The answer is no. Most of the fonts commonly loaded define a relatively small subset of the Unicode code points. In our case, the default font being used in the Inaport preview pane was MS Sans Serif, which we learnt after some Googling, is capable of displaying only about 2,300 of the Unicode characters. In particular, it is not capable of displaying the Chinese characters from the text file. Once this was realised, the fix was very easy – simply choose a font that can display the characters. The following screen shot shows exactly the same data, but using the font Arial Unicode MS:
The Chinese characters are now being displayed correctly.
You can get more information about the Unicode characters that various fonts can display from here: http://en.wikipedia.org/wiki/Unicode_typefaces#List_of_Unicode_fonts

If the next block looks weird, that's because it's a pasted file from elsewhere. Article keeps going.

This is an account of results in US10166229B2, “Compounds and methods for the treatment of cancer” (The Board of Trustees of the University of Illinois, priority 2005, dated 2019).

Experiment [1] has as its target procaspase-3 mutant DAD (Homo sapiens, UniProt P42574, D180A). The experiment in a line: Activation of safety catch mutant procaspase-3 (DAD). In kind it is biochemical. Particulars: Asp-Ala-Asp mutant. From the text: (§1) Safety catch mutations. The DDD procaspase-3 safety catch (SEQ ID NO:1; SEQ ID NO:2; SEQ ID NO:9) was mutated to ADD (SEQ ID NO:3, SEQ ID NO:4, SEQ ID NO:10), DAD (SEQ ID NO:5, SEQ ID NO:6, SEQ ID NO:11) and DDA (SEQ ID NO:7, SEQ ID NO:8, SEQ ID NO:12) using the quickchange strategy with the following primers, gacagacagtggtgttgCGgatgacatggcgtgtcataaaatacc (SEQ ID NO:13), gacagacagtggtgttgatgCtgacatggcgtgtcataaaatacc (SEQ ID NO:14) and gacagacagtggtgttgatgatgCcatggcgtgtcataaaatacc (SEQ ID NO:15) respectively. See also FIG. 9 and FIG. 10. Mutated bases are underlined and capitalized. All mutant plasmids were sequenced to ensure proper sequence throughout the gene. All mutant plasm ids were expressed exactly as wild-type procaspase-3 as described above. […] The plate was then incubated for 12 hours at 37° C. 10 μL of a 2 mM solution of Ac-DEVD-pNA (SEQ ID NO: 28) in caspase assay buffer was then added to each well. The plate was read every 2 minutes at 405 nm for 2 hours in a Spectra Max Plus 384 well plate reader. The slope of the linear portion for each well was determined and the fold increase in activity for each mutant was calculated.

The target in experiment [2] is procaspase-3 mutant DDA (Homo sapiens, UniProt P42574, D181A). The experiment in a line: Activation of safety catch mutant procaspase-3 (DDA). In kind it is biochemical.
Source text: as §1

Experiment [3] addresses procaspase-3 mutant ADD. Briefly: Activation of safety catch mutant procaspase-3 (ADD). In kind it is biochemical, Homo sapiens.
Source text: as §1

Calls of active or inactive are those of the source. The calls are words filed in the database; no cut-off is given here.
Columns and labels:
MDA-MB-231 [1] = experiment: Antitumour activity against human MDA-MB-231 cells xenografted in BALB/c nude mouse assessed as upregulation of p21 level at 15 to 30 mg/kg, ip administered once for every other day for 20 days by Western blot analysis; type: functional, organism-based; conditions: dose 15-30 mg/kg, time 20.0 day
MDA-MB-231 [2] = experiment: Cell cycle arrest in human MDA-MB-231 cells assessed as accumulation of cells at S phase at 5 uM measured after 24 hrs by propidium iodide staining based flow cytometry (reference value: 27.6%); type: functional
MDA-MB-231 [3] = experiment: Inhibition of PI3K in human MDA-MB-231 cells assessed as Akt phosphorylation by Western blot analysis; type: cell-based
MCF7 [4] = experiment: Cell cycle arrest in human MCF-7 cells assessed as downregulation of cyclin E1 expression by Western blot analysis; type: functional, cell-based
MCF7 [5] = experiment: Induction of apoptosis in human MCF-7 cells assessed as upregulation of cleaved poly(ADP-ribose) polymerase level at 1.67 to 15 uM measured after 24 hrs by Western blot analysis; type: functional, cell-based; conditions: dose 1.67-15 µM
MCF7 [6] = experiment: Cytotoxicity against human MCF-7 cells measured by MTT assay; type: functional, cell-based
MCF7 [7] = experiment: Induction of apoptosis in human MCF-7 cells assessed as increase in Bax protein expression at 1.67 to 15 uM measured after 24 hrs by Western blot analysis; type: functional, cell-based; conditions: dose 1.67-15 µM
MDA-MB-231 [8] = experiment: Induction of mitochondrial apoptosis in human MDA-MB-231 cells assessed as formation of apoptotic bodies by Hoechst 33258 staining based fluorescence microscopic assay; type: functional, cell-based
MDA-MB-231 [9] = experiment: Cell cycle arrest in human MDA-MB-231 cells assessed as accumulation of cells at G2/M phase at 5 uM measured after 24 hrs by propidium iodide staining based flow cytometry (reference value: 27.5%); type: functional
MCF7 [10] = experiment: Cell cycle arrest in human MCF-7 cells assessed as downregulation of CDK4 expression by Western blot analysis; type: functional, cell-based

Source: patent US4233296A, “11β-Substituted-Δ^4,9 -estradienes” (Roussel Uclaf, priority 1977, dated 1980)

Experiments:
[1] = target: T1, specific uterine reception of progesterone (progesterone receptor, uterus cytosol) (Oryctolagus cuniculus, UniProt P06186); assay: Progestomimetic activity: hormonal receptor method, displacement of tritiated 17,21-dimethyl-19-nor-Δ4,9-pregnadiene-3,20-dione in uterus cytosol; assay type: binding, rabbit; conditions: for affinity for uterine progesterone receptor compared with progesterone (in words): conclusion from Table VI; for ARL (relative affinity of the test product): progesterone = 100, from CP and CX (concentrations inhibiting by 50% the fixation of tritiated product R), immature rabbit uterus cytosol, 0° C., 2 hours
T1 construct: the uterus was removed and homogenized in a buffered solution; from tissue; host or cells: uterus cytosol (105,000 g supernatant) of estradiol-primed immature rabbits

More importantly, Inaport has now been updated to allow you to select the font being used to display data in the preview panes.
Postcript: Unicode and Windows 7
Windows 7 has dramatically enhanced the basic capabilities of many of its default fonts. So far we have not found good information, but when testing the display of characters on Windfows 7 systems we have discovered that a number of fonts that previously could not display the Chinese characters, now can. If you have more information on this, please let us know so that we can update this post.